There’s been a lot of talk recently about budgets – and the importance of sticking to them. But if you’re an average Joe or Jane, where do you start, and how detailed of a budget do you need? Matt Allgeyer, Financial Planner from Wamhoff Financial Planning & Accounting Services, reviews Budgeting 101.
1. Where to start
- Analyze your fixed bills – bills that you have to pay on a regular basis. Look at this monthly, quarterly every six months, and annually.
- Look at your other expenses outside of your fixed bills. This could include things like entertainment, meals, subscriptions, health care and prescriptions, etc.
- Don’t forget to include special expenses like holiday and birthday spending, vacation spending, etc.
- Figure in your savings goals. For example, if your goal is to save 10% of your income, be sure to include that as part of your budget.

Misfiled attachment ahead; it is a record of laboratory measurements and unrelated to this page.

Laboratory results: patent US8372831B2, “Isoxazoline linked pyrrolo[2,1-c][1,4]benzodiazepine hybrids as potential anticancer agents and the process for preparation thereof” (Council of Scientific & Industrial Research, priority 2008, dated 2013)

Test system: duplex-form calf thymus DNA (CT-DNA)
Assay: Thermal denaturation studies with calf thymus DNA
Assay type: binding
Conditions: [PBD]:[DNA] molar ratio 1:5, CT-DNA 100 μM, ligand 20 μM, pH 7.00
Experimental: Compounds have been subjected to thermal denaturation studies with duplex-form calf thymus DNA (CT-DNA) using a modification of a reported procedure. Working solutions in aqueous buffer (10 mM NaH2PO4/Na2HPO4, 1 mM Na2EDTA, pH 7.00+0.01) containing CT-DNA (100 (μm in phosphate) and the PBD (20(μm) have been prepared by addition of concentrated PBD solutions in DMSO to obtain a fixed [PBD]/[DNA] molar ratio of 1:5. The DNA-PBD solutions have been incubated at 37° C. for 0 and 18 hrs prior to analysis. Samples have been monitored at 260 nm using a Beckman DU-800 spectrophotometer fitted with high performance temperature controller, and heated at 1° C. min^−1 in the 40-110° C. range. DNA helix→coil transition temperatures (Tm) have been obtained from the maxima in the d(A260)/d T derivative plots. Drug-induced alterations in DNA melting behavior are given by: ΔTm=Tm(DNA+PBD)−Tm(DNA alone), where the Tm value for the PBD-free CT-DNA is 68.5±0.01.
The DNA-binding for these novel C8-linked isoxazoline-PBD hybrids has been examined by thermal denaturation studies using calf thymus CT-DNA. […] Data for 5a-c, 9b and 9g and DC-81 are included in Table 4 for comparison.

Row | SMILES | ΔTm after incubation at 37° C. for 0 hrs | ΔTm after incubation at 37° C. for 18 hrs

- Break your spending into categories that make sense for your household and the way you live. Common categories include housing, transportation, fuel, utilities, groceries, entertainment, etc.
- Be honest, and log everything! Your budget is your plan and it’s something you should commit to, so no cheating.
- Measure all of your expenses by category to ensure you stay within budget.
- Again, take an honest look – do you have the income to justify your spending? If not, be prepared to make some adjustments to your lifestyle.
- Put all of this information into a tool that is easy to use and track. This could be a simple spreadsheet, or a program such as Quicken or Microsoft Money.
2. Money wasters that can blow your budget and long term financial goals
- Frequent ATM withdraws and associated fees.
- Forgotten debit card transactions
- Making large purchases you can’t afford or aren’t prepared for.
- Just considering a monthly payment. Look at the purchase price, not the monthly payment price. If you only consider the payment, you could be overpaying.
- High interest rates cause you to get upside down really quickly, especially on a large purchase like a car.
- Taking money out of your 401k or retirement plan. Chances are you’ll never put it back, and be subject to tax penalties.